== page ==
When hip-hop megastar Jay-Z announced that he was boycotting Cristal over a perceived race slur, the elite champagne houses of France held their breath. Rather than any damage to the industry's reputation, the key question was to which prestige fizz – from Dom Perignon to Krug – the king of bling would switch his allegiance?
The answer was as unexpected as it was gaudy. In the viticultural equivalent of a coup d'etat, the multimillionaire musician and vinophile singled out a previously unknown champagne to be blessed with a lucrative appearance in his next video. Called Armand de Brignac, it was suitably far from understated – a metallic gold bottle adorned with a large pressed pewter label in the shape of an ace of spades.
At a mere £250 a bottle, the new arrival on the select stage of the "prestige cuvées", the highest quality champagnes, meets all the criteria to enter the £350m global market for the sort of look-at-me bubbly drunk by Russian plutocrats, Bond villains and A-list celebrities: it is rare, eye-catching and reassuringly expensive.
The fact that few beyond the Hollywood party circuit and the inner sanctums of top-end nightclubs or Michelin-starred restaurants had ever heard of the new pretender only added to its allure.
Just 36 months since it first appeared, Armand De Brignac will mark its success in muscling in on some of the hardest-fought turf in the £3bn global champagne business by selling out its entire production run of 60,000 bottles.
But far from being the latest marketing coup of a luxury goods combine such as Louis Vuitton Moët Hennessy, the owner of Dom Perignon and Krug, the champagne being referred to in the drinking holes of the super-rich as "Ace of Spades" is the brainchild of a small, largely unknown producer that employs just 20 people in a quiet village far from the palatial châteaux of the likes of Bollinger and Veuve Cliquot, or indeed the kitsch bump and grind of a hip-hop video.
Based in a modest farmhouse in the village of Chigny Les Roses, south of Reims, the Cattier family have supplied grapes to the champagne trade since 1763 but only started producing their own bottles in 1918, making them relative newcomers in an industry that dates back to the 1680s.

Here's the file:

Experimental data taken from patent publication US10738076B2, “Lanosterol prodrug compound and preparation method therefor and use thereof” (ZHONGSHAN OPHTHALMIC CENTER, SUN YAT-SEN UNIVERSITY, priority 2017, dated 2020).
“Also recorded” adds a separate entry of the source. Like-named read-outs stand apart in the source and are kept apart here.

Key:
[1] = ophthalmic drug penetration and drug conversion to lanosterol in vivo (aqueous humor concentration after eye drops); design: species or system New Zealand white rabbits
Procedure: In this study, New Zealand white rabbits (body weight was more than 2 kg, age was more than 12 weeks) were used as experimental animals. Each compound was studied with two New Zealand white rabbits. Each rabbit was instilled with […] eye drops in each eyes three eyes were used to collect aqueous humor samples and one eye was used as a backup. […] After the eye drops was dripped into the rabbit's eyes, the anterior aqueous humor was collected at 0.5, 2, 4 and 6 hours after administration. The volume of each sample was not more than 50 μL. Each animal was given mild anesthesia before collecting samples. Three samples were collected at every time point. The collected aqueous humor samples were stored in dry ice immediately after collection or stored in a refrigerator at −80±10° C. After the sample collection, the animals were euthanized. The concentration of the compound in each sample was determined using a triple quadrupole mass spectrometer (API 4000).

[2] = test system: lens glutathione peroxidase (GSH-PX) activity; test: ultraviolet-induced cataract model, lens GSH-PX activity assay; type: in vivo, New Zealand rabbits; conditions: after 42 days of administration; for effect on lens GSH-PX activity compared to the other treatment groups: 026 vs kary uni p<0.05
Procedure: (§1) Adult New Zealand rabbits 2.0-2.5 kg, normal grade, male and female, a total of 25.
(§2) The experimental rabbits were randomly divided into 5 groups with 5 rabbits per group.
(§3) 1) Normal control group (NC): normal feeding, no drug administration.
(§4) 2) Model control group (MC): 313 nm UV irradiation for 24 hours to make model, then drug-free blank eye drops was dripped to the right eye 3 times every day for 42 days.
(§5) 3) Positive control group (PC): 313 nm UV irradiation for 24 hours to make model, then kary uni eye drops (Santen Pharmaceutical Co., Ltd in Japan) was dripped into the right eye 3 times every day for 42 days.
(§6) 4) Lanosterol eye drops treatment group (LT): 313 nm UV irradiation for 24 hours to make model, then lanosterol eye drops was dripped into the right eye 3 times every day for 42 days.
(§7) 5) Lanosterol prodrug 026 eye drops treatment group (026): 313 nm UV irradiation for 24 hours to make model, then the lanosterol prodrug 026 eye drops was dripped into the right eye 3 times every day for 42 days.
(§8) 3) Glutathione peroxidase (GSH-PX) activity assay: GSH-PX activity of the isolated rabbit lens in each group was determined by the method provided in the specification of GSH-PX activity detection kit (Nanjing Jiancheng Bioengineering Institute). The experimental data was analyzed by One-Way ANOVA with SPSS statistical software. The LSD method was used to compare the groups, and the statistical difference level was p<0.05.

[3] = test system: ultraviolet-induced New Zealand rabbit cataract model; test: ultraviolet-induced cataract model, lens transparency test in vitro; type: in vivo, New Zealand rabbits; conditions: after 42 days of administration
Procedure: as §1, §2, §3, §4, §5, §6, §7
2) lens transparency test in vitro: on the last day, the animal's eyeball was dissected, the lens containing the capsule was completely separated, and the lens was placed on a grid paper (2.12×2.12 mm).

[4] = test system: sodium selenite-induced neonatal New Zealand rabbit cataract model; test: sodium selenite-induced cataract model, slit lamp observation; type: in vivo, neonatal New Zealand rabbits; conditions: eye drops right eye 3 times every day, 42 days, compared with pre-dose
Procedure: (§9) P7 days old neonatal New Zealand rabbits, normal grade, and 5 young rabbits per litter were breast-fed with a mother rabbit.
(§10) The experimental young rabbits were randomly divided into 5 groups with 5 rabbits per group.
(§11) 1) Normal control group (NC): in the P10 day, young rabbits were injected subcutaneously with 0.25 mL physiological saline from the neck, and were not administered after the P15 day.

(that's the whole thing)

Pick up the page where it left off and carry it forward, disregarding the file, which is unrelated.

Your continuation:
The sleepy community is surrounded by rows of painstakingly tended chardonnay, pinot noir and pinot meunier vines that help produce some of the 322.2 million bottles of champagne sold around the world last year. The vineyards are interspersed with fields of arable crops, an indication that residents cannot live by the proceeds from grapes alone.
It was in this context that Jean-Jacques Cattier, the third-generation president of the family firm, decided to start work on a product that would compete on the same historic playing field as Cristal, a marque invented by Louis Roederer for Tsar Alexander II of Russia in a clear cut-glass bottle to reduce the risk of poisoning; Krug, which sells for up to £3,000 a bottle, and Dom Perignon, named after the monk credited with inventing la méthode champenoise.
Standing in the gloom of the kilometre of cellars buried 30 metres underground, where up to a million bottles of Cattier champagne are maturing at any one time, M. Cattier said: "We wanted to try something a little different. To put our very best wine, from our very best grapes, in a bottle and present it in the best way possible. We truly did not have a specific target customer. We could not imagine the success we have had."
The journey from the Cattier cellars, where smoke stains remain on the brick walls from the candles that lit the vaults when they were being used as bomb shelters during the Second World War, to the elite ice buckets of Los Angeles and London, began some 60 years ago.